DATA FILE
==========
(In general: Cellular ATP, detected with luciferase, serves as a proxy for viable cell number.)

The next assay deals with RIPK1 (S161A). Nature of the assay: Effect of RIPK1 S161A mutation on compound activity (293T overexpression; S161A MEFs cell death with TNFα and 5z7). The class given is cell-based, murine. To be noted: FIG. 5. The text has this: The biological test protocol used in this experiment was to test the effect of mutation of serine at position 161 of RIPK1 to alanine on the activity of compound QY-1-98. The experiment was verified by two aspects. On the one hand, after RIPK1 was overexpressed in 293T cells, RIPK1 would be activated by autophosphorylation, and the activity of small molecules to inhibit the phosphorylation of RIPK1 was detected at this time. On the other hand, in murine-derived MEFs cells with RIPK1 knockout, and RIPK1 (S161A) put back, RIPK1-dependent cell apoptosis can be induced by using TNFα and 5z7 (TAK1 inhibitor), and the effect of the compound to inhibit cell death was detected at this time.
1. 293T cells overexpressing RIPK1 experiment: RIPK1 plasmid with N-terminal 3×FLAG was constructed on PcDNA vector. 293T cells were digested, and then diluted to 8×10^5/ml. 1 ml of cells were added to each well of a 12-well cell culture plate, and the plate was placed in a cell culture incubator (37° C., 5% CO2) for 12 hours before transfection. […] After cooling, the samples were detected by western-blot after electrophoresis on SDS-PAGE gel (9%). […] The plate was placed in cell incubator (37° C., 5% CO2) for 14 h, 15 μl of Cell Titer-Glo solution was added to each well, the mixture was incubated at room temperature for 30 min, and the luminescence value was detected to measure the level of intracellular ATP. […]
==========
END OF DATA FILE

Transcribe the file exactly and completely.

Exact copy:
(In general: Cellular ATP, detected with luciferase, serves as a proxy for viable cell number.)

The next assay deals with RIPK1 (S161A). Nature of the assay: Effect of RIPK1 S161A mutation on compound activity (293T overexpression; S161A MEFs cell death with TNFα and 5z7). The class given is cell-based, murine. To be noted: FIG. 5. The text has this: The biological test protocol used in this experiment was to test the effect of mutation of serine at position 161 of RIPK1 to alanine on the activity of compound QY-1-98. The experiment was verified by two aspects. On the one hand, after RIPK1 was overexpressed in 293T cells, RIPK1 would be activated by autophosphorylation, and the activity of small molecules to inhibit the phosphorylation of RIPK1 was detected at this time. On the other hand, in murine-derived MEFs cells with RIPK1 knockout, and RIPK1 (S161A) put back, RIPK1-dependent cell apoptosis can be induced by using TNFα and 5z7 (TAK1 inhibitor), and the effect of the compound to inhibit cell death was detected at this time.
1. 293T cells overexpressing RIPK1 experiment: RIPK1 plasmid with N-terminal 3×FLAG was constructed on PcDNA vector. 293T cells were digested, and then diluted to 8×10^5/ml. 1 ml of cells were added to each well of a 12-well cell culture plate, and the plate was placed in a cell culture incubator (37° C., 5% CO2) for 12 hours before transfection. […] After cooling, the samples were detected by western-blot after electrophoresis on SDS-PAGE gel (9%). […] The plate was placed in cell incubator (37° C., 5% CO2) for 14 h, 15 μl of Cell Titer-Glo solution was added to each well, the mixture was incubated at room temperature for 30 min, and the luminescence value was detected to measure the level of intracellular ATP. […]